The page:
Yoga Techniques For Breathing

(February 26, 2009)

Why is it important for one to inhale through the nose and exhale through the nose? I find it easier to exhale through the mouth.


Your  breath is one of your most most vital functions, by which you live. For this reason, breathing is considered one of the most important functions in Yoga. It is regulated through the practice of Pranayama (breathing techniques). It affects one’s state of mind, emotions, your concentration and focus.

Breathing influences and even helps alter your concentration and stress levels, emotional state, and sleep patterns.  This is why Yoga lays so much importance on right breath. Only if you learn to breathe the right way will you be healthy, calm and capable of handling and coping with the more stressful situations in life.  Besides, right breathing also makes you feel better.

How to breathe properly
The best way to breath is by expanding your abdomen during inhalations and letting it contract during exhalation. Your diaphragm is a muscular structure below the lungs; it is the membrane which separates your lungs from your stomach. Whenever you inhale your lungs get filled up with air. This action drives your diaphragm downwards and makes your abdomen come out. During exhalation your abdomen returns unconsciously, since has no any other way to go.

To ensure that you are breathing properly, you should divide your breath into 3 parts; your lower abdomen, middle abdomen, and chest. As you inhale, you should first try and fill up your lower abdomen with air, following that your middle abdomen, and finally your chest. During exhalations, the air in your chest exits first, followed by the air in your middle abdomen, and finally the air your lower abdomen.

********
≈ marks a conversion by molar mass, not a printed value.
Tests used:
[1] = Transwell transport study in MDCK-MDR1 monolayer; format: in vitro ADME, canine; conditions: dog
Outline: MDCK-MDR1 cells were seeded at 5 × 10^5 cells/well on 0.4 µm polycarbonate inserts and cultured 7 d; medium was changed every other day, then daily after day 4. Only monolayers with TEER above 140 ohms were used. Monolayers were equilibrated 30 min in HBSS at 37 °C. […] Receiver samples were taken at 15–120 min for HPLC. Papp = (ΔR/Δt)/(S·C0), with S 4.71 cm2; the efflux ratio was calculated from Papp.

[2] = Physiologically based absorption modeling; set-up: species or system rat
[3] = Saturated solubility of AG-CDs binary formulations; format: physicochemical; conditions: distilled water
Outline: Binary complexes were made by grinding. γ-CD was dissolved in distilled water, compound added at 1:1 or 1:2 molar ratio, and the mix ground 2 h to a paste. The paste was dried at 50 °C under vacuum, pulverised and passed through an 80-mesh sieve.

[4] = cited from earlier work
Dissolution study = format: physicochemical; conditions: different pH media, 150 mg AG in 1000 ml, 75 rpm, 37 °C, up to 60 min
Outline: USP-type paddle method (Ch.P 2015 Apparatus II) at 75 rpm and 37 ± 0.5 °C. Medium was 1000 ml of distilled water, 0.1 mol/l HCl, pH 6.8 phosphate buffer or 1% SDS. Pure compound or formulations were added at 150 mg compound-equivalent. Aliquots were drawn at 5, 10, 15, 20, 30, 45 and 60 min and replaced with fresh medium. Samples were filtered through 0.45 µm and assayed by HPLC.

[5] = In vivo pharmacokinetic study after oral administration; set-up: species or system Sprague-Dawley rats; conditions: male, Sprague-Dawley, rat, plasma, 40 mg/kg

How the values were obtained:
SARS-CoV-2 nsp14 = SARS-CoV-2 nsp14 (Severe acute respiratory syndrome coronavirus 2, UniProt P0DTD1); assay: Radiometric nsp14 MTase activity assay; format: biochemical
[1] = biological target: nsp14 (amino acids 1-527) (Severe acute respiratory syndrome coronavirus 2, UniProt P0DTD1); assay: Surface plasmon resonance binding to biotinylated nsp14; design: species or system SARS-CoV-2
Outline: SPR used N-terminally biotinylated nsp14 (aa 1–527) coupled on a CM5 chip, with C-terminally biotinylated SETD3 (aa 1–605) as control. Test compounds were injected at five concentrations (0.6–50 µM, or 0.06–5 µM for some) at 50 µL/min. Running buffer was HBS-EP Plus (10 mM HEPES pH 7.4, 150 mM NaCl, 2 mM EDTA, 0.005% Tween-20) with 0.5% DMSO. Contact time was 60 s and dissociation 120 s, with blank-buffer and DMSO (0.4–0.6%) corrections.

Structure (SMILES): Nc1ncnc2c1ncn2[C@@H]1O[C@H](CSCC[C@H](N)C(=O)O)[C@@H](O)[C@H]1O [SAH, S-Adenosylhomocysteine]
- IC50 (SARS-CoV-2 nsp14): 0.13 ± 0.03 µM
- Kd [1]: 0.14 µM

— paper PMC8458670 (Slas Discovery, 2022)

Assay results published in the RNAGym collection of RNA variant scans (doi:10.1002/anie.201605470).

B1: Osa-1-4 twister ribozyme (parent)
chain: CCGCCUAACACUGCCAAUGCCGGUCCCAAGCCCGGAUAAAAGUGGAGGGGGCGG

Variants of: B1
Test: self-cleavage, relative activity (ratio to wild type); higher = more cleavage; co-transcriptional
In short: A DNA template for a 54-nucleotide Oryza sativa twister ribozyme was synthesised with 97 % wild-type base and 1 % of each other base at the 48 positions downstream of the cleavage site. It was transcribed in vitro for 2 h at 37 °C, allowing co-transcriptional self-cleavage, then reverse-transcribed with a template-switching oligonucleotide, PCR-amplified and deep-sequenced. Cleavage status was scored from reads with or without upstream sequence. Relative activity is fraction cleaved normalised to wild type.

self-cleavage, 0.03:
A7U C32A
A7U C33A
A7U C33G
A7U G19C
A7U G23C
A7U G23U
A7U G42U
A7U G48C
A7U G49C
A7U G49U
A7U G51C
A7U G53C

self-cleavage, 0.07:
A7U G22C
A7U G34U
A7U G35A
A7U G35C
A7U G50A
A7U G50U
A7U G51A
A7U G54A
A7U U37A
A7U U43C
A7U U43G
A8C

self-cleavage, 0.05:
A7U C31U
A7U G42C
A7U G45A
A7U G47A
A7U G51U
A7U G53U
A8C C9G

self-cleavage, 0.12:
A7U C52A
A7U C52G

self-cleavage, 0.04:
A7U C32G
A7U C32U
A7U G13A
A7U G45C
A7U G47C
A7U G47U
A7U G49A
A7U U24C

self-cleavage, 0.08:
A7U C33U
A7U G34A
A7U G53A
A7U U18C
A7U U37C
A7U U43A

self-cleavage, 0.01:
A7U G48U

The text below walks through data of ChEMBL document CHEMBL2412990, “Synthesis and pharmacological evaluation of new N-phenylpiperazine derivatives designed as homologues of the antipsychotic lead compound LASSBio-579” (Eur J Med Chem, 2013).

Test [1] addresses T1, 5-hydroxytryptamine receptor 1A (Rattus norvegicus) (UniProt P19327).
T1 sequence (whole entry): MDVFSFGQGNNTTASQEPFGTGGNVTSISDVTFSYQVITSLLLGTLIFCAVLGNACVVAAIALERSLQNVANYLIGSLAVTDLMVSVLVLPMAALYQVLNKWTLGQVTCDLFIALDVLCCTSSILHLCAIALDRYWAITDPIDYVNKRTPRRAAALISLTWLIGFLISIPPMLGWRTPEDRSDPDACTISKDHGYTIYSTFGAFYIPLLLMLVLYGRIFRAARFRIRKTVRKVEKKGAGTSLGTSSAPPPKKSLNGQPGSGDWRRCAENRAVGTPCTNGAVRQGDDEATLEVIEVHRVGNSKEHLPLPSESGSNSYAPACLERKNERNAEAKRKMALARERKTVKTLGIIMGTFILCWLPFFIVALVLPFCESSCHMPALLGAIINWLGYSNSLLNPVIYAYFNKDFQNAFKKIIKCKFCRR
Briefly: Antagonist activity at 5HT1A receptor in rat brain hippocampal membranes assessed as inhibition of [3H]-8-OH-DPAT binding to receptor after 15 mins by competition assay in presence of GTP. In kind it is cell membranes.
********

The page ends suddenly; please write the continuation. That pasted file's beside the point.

How to breathe nasally


The science of Yogic breathing is called Swara Yoga and teaches us that when one of our nostrils is predominant the other side of our brain it is dominant. Our left nostril is directly related to the parasympathetic part of our brains. This is responsible for the ‘rest and repair’ mechanism On the other hand, our right nostril is directly related to the sympathetic part of our brain. This is responsible for ‘fight and flight’ mechanism. When we breathe nasally, we are activating the brain, sympathetic and parasympathetic systems. This does not happen and can never happen when breathing orally.

Secondly, the nostrils have a protective mucus membrane and thousands of tiny hairs that impede the inflow of dust dirt and other unwanted particles. Orally, you will be ingesting them all, thus causing undue harm to your system.

More importantly, according to Swara Yoga (the science of Yogic breathing), using the right nostril will helps the person tap into a more reserves of energy, resulting in a more energetic state of mind. On the other hand, breathing through the left nostril will makes the person more relaxed and calmer. All said and done, your brain follows your breathing pattern. If you can breathe 1 – 4 times a minute Yoga says you’re experiencing what they call a meditative state. But all this can happen only if and when breathes nasally.

Submitted by A on February 26, 2009 at 04:43

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